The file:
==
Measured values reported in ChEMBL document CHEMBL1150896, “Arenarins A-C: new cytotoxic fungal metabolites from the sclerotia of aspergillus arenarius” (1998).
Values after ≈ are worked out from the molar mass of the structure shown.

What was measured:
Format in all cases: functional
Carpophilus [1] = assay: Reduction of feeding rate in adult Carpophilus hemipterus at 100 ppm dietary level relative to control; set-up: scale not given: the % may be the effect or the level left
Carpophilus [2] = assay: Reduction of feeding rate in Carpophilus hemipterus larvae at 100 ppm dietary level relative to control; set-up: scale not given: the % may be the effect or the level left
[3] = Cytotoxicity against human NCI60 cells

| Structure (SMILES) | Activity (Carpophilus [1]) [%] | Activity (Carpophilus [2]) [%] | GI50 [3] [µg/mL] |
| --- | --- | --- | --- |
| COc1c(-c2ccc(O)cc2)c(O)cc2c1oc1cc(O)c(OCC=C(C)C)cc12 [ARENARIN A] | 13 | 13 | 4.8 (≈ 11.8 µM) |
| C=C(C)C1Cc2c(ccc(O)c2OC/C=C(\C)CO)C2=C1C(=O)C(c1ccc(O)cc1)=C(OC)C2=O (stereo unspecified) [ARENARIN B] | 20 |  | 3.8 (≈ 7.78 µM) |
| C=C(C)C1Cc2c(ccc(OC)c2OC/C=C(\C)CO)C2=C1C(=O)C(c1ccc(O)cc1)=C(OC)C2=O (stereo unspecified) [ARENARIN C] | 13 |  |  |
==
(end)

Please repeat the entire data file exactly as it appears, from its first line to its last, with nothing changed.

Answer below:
Measured values reported in ChEMBL document CHEMBL1150896, “Arenarins A-C: new cytotoxic fungal metabolites from the sclerotia of aspergillus arenarius” (1998).
Values after ≈ are worked out from the molar mass of the structure shown.

What was measured:
Format in all cases: functional
Carpophilus [1] = assay: Reduction of feeding rate in adult Carpophilus hemipterus at 100 ppm dietary level relative to control; set-up: scale not given: the % may be the effect or the level left
Carpophilus [2] = assay: Reduction of feeding rate in Carpophilus hemipterus larvae at 100 ppm dietary level relative to control; set-up: scale not given: the % may be the effect or the level left
[3] = Cytotoxicity against human NCI60 cells

| Structure (SMILES) | Activity (Carpophilus [1]) [%] | Activity (Carpophilus [2]) [%] | GI50 [3] [µg/mL] |
| --- | --- | --- | --- |
| COc1c(-c2ccc(O)cc2)c(O)cc2c1oc1cc(O)c(OCC=C(C)C)cc12 [ARENARIN A] | 13 | 13 | 4.8 (≈ 11.8 µM) |
| C=C(C)C1Cc2c(ccc(O)c2OC/C=C(\C)CO)C2=C1C(=O)C(c1ccc(O)cc1)=C(OC)C2=O (stereo unspecified) [ARENARIN B] | 20 |  | 3.8 (≈ 7.78 µM) |
| C=C(C)C1Cc2c(ccc(OC)c2OC/C=C(\C)CO)C2=C1C(=O)C(c1ccc(O)cc1)=C(OC)C2=O (stereo unspecified) [ARENARIN C] | 13 |  |  |